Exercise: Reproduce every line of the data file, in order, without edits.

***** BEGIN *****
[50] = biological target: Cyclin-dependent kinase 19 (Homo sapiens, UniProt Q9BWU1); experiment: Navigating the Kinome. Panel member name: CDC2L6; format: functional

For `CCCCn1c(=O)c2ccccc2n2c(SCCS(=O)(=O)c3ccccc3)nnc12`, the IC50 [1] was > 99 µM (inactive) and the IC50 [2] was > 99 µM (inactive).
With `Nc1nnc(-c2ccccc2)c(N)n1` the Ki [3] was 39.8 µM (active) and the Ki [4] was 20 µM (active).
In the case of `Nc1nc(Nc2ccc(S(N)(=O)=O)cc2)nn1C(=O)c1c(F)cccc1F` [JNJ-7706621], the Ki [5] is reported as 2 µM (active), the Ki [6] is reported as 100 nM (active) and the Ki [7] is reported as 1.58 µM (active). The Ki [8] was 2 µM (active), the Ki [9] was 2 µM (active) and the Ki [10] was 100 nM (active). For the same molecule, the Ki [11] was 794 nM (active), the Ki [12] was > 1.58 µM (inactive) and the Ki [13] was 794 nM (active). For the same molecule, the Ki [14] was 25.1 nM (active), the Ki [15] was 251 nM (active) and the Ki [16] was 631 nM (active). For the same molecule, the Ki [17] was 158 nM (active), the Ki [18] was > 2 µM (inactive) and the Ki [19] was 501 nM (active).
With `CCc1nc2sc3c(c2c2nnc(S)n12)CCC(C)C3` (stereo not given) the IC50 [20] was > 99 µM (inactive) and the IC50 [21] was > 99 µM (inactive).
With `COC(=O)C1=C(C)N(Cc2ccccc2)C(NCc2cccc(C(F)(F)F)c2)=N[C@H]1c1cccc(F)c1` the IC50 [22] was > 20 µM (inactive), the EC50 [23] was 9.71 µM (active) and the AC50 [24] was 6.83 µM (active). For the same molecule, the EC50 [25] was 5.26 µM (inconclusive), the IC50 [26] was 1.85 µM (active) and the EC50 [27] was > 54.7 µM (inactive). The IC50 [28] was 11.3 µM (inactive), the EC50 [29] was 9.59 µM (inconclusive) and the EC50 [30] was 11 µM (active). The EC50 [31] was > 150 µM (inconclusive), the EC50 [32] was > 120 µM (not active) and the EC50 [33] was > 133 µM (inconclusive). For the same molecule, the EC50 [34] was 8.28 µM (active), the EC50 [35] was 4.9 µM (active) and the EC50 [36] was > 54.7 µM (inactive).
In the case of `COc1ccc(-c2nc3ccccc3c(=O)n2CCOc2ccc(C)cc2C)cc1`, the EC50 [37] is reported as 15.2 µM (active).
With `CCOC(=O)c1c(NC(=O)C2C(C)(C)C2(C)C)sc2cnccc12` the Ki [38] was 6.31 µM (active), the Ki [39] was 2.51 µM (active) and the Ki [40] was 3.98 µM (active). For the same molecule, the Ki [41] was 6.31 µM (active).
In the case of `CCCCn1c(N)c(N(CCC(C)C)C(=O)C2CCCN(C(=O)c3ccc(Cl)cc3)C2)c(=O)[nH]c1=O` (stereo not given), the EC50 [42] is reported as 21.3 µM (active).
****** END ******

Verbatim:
[50] = biological target: Cyclin-dependent kinase 19 (Homo sapiens, UniProt Q9BWU1); experiment: Navigating the Kinome. Panel member name: CDC2L6; format: functional

For `CCCCn1c(=O)c2ccccc2n2c(SCCS(=O)(=O)c3ccccc3)nnc12`, the IC50 [1] was > 99 µM (inactive) and the IC50 [2] was > 99 µM (inactive).
With `Nc1nnc(-c2ccccc2)c(N)n1` the Ki [3] was 39.8 µM (active) and the Ki [4] was 20 µM (active).
In the case of `Nc1nc(Nc2ccc(S(N)(=O)=O)cc2)nn1C(=O)c1c(F)cccc1F` [JNJ-7706621], the Ki [5] is reported as 2 µM (active), the Ki [6] is reported as 100 nM (active) and the Ki [7] is reported as 1.58 µM (active). The Ki [8] was 2 µM (active), the Ki [9] was 2 µM (active) and the Ki [10] was 100 nM (active). For the same molecule, the Ki [11] was 794 nM (active), the Ki [12] was > 1.58 µM (inactive) and the Ki [13] was 794 nM (active). For the same molecule, the Ki [14] was 25.1 nM (active), the Ki [15] was 251 nM (active) and the Ki [16] was 631 nM (active). For the same molecule, the Ki [17] was 158 nM (active), the Ki [18] was > 2 µM (inactive) and the Ki [19] was 501 nM (active).
With `CCc1nc2sc3c(c2c2nnc(S)n12)CCC(C)C3` (stereo not given) the IC50 [20] was > 99 µM (inactive) and the IC50 [21] was > 99 µM (inactive).
With `COC(=O)C1=C(C)N(Cc2ccccc2)C(NCc2cccc(C(F)(F)F)c2)=N[C@H]1c1cccc(F)c1` the IC50 [22] was > 20 µM (inactive), the EC50 [23] was 9.71 µM (active) and the AC50 [24] was 6.83 µM (active). For the same molecule, the EC50 [25] was 5.26 µM (inconclusive), the IC50 [26] was 1.85 µM (active) and the EC50 [27] was > 54.7 µM (inactive). The IC50 [28] was 11.3 µM (inactive), the EC50 [29] was 9.59 µM (inconclusive) and the EC50 [30] was 11 µM (active). The EC50 [31] was > 150 µM (inconclusive), the EC50 [32] was > 120 µM (not active) and the EC50 [33] was > 133 µM (inconclusive). For the same molecule, the EC50 [34] was 8.28 µM (active), the EC50 [35] was 4.9 µM (active) and the EC50 [36] was > 54.7 µM (inactive).
In the case of `COc1ccc(-c2nc3ccccc3c(=O)n2CCOc2ccc(C)cc2C)cc1`, the EC50 [37] is reported as 15.2 µM (active).
With `CCOC(=O)c1c(NC(=O)C2C(C)(C)C2(C)C)sc2cnccc12` the Ki [38] was 6.31 µM (active), the Ki [39] was 2.51 µM (active) and the Ki [40] was 3.98 µM (active). For the same molecule, the Ki [41] was 6.31 µM (active).
In the case of `CCCCn1c(N)c(N(CCC(C)C)C(=O)C2CCCN(C(=O)c3ccc(Cl)cc3)C2)c(=O)[nH]c1=O` (stereo not given), the EC50 [42] is reported as 21.3 µM (active).